In less querulous times, political leaders have seen the subway as something of a refuge from the frenetic pace of Washington politics.
William Howard Taft, the 27th president, alarmed aides one Saturday in January 1911 when he went missing for around an hour to go see the trains.
“A keen thrill of fear swept over the city when anxious inquiries at the White House brought forth the reply that the president could not be found. The alarm spread like a forest fire,” the Washington Times reported at the time.

First subway

The first subway was opened on March 7, 1909 for senators hoping to avoid the punishing Washington heat as they went between their offices and the upper chamber.
Electric Studebaker automobiles were replaced by a monorail with its own track three years later and, in 1960, officials added four $75,000 electric subway cars — dubbed “swift chariots of democracy” by the Senate chaplain.
A House line connected the Rayburn House Office Building to the Capitol five years after that and, in 1993, an $18 million Disneyland-style driverless train was introduced to great fanfare.
Not everyone supported these improvements. Some senators grumbled about bumpy rides while others complained that their delicately coiffured hair was being ruined by gusts of wind. Ohio’s Mike DeWine banned his staff from riding in protest against government waste.
Future presidents aside, the system’s famous patrons have included actors Richard Gere, Chuck Norris and Denzel Washington, satirist Jon Stewart and the rock star Bono.
Lin-Manuel Miranda, the Tony Award-winning creator of hit musical “Hamilton,” decided to take a midnight ride and belt out show tunes for his Twitter following when he was in the building to receive an award in 2017.
Some Capitol Hill staff see the gentility of subway interactions becoming rarer as health-conscious politicians with step-counting devices increasingly take to walking between buildings.
But the clientele will never truly disappear as long as the urgent task of running the country requires busy people to be in 10 places at once.
“If you’re in a rush, it’s great,” Holt told AFP.


German couple take refuge on boat as volcano threatens their Spanish home

German couple take refuge on boat as volcano threatens their Spanish home
Updated 15 October 2021

German couple take refuge on boat as volcano threatens their Spanish home

German couple take refuge on boat as volcano threatens their Spanish home
  • Doelz, 66, and Rehm, 49, who are from Germany, had been trying to sell the boat to save money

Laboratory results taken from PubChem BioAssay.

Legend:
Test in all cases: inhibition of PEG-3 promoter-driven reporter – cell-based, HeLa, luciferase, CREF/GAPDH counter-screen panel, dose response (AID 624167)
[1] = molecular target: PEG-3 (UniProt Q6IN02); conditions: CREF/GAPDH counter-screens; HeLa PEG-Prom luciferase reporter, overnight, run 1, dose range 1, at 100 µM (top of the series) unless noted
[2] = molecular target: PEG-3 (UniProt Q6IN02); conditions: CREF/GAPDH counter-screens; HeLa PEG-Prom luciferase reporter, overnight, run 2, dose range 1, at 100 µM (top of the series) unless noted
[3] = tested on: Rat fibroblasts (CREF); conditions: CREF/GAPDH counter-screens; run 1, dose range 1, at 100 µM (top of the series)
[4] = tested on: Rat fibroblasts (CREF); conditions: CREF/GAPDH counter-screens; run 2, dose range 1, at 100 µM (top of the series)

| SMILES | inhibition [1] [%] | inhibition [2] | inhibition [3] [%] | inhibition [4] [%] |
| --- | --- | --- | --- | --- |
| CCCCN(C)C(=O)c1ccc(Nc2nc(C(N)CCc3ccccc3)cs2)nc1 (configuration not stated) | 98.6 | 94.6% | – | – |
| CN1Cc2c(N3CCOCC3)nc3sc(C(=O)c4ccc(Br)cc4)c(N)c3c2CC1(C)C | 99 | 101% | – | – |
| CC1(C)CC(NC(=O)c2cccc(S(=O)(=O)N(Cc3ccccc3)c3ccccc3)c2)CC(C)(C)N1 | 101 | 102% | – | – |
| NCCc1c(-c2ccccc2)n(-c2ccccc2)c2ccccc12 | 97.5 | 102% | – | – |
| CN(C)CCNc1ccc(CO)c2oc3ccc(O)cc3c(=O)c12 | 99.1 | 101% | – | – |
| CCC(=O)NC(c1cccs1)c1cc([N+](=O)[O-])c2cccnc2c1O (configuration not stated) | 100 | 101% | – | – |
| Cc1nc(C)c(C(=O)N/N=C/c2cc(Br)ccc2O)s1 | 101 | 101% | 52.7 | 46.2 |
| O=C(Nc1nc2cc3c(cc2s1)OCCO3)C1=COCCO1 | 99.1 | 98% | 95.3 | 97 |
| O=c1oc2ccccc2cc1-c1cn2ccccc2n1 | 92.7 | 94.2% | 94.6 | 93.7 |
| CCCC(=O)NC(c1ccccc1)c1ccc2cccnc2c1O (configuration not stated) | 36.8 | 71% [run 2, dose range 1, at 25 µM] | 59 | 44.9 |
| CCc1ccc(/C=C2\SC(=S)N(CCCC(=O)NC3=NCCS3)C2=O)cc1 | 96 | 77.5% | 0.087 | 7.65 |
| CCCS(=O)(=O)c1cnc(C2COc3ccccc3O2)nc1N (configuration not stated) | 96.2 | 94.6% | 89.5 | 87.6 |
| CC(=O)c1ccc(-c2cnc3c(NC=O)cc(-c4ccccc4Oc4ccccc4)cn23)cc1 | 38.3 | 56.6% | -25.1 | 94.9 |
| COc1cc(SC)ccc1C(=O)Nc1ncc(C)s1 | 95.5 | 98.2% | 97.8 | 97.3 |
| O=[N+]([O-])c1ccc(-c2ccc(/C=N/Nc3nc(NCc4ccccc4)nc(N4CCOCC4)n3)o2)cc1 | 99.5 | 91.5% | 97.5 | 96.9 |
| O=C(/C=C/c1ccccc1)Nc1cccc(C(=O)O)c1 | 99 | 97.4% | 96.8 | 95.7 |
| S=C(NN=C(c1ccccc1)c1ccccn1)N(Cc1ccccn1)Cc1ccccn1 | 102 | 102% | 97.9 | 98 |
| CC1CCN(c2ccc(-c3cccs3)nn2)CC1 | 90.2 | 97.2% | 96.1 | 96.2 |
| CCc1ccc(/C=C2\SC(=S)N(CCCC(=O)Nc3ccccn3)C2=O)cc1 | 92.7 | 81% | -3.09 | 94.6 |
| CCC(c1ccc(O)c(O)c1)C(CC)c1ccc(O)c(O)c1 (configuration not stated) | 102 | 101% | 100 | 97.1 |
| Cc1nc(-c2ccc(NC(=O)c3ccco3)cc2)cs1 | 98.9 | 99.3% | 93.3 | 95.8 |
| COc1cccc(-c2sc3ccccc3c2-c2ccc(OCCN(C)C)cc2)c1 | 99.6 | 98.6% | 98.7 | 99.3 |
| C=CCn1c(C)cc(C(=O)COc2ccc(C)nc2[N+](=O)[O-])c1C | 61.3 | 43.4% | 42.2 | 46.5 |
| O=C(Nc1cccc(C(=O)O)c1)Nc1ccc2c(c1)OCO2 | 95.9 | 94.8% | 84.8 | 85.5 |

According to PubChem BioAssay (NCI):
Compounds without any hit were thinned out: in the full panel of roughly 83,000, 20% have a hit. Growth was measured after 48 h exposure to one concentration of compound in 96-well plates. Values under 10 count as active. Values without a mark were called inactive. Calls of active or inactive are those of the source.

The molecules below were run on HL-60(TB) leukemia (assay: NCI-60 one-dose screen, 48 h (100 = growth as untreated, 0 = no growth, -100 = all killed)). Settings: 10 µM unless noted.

• "Luckily we still had the boat. ... And since then we have been living on this boat," said Doelz

LA PALMA: Juergen Doelz and his girlfriend Jacqueline Rehm were in the process of selling their small sailboat on the Spanish island of La Palma when the Cumbre Vieja volcano erupted, forcing them to flee their dream home and move to the boat.
Doelz, 66, and Rehm, 49, who are from Germany, had been trying to sell the boat to save money after she lost her job at a car rental company due to the coronavirus pandemic.
On Sept. 19, when the volcano starting spewing red-hot lava just 4 km (2-1/2 miles) from their home in Todoque, the couple had just returned from a trip with a potential buyer. But the sale fell through as the yacht was “not sporty enough,” Doelz told Reuters on the boat, moored in Tazacorte port.
A few hours later, they were ordered to evacuate their rented house with its vineyard and terrace with a sea view and had to leave behind most of their belongings.
“Luckily we still had the boat. ... And since then we have been living on this boat. It’s small, but it’s OK,” said Doelz, who is retired.
A new vent spewed gas at the southeastern side of the main vent on Friday, said the Canary Islands Volcanology Institute.
“What the volcano is leaving behind is a desolate scene for many families, for the island in general because it has a very direct impact on the island’s economy. If strong action is not taken people will have a bad time,” Civil Guard officer Raul Campillo told Reuters.
Streams of lava have laid waste to more than 600 hectares (1,480 acres) of land and destroyed about 1,600 buildings on La Palma. About 6,000 people have been evacuated from their homes on the island, which has about 83,000 inhabitants.
“We moved here (La Palma) two and a half years ago and after half a year we found our dream house. ... To lose that after two years, it’s hard,” Doelz said.
Although the lava has not yet engulfed their home they believe it’s just a matter of time after the flow destroyed their Swiss neighbors’ place and as the eruption is showing no signs of abating.
“We’ll stay on the boat as long as we don’t know what to do next. Shall we stay here or shall we maybe go to another island, like Tenerife? No idea, I don’t know. It’s written in the stars,” Rehm explained.


Iranian man sentenced to be blinded after fight costs neighbor an eye

The use of blinding in the Iranian justice system has a relatively short history. It was first employed in 2008 when a defendant was handed the punishment for committing an acid attack. (Reuters/File Photo)